I’m a procrastinating chatterbox with ADHD

Dear Shelagh

I’m a true people’s person and could be considered a social butterfly, but I am rotten at job interviews. I always seem to say the wrong thing, and end up not landing the job because of it. In anticipation of my next job interview, I read your book Your First Year of Work, and found it very useful. I have now finally landed another interview and my nerves are shot. It feels like I don’t have enough time to prepare, even though I have more than two weeks. I’ve also sussed out where my problem lies and I seem to have the most issues with answering strengths/weaknesses questions.

Because I’m talkative, it is hard for me to not blab on and on about my strengths. When it gets to the weaknesses though, my brain shuts down. I always end up saying that my weaknesses are things like punctuality (even though I’m hardly ever late), that I have a learning disability (I have ADHD) and that I’m a procrastinator. Please, please help me? I never know what to say. How do I deal with these questions? I really, really want to get this job.

Nervous wreck

Dear nervous

While you describe ADHD as a learning disability, in the workplace such a condition can – and often does – make for a super-productive employee, particularly in high-tech, science, creative, marketing or sales positions. I have worked with ADHD people before and the most annoying thing about them is that they have a tendency make me look like a slacker by doing twice the amount of work in half the time.

You say you are talkative. Talking is better than not talking, but talking too much and at the wrong time can be off-putting in both interviews and at work. It gives the impression that you care more about your own thoughts and ideas than those of others. This does not go down well in the workplace.

You are obviously a smart and determined young person, so it’s time to put some of your energy into managing this. The trick is two-fold:

  • Focus on listening, and on addressing one point at a time. Don’t try to second-guess the interviewer. What they have to say has as much value as what’s going on in your head, so respect their opinions or questions, and respond to that point or question. Don’t interrupt the interviewer – however much you may want to. If you forget to listen, you’ll not be able to make intelligent responses. If you do listen, and allow the interviewer to direct the interview, you will be far more likely to offer considered and relevant responses.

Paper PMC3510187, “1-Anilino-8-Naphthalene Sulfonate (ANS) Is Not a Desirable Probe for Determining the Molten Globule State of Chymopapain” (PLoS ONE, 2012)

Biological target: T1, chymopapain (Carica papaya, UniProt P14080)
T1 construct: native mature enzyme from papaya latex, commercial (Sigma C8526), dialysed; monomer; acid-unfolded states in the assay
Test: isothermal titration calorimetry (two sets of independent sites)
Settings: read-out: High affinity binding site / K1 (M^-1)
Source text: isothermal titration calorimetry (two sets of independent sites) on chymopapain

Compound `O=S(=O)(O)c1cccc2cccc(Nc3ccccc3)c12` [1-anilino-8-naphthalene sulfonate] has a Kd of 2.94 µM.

• Write down what you want to say at the interview, rehearse each point, and wait (patiently) for the right moment to say it. Make sure that your responses or questions are to the point and add value. If you feel yourself going off on a tangent, rein yourself in and stay on topic. You may need to practise this with a friend or family member.

Instead of blabbing on and on about your strengths, practise making factual references to your achievements. It means little if you say “I am a fast learner” but a great deal if you can demonstrate this by making intelligent references to the organisational structure, or client base, of the company to which you are applying.

Be realistic about your weaknesses. If you claim ‘punctuality’ as a weakness, you may appear to be showing off – displaying false modesty. I’ve always thought it an odd question, but if your interviewer does ask what your weaknesses are, select one, but spin it as a strength. For example:

“I tend to be over-enthusiastic at times, but I’ve learned to direct that enthusiasm into becoming more informed about the things that excite me.”

Which brings us to procrastination. I wish I could tell you how I mastered this; but I still haven’t. What does work for me is drawing up a priorities list and setting daily and weekly tasks (I use my Outlook for this) and ensuring that everything on the list is completed by the end of the week. This sometimes means that I end up working on Sunday evenings (as I am doing right at this moment), but at least I know what needs to be done and by when. I’ve also become more disciplined about social media, and only dip into Facebook and Twitter when I’m on my tea break. (This article is a big wake up call.)

Lastly, I would suggest that you take time out every day to either meditate, listen to soothing music, or lie on the grass and stare at the clouds. I know this is hard to do when your mind is racing in ten different directions all at once, but this is all the more reason why you should give it a go. I would also recommend that you do the breathing exercise at the bottom of page 30 of Your First Year of Work. This will really help calm your nerves in preparation for your interview.

Good luck! Let me know how it goes.

Send your work related questions to dearshelagh@shelaghfoster.co.za.

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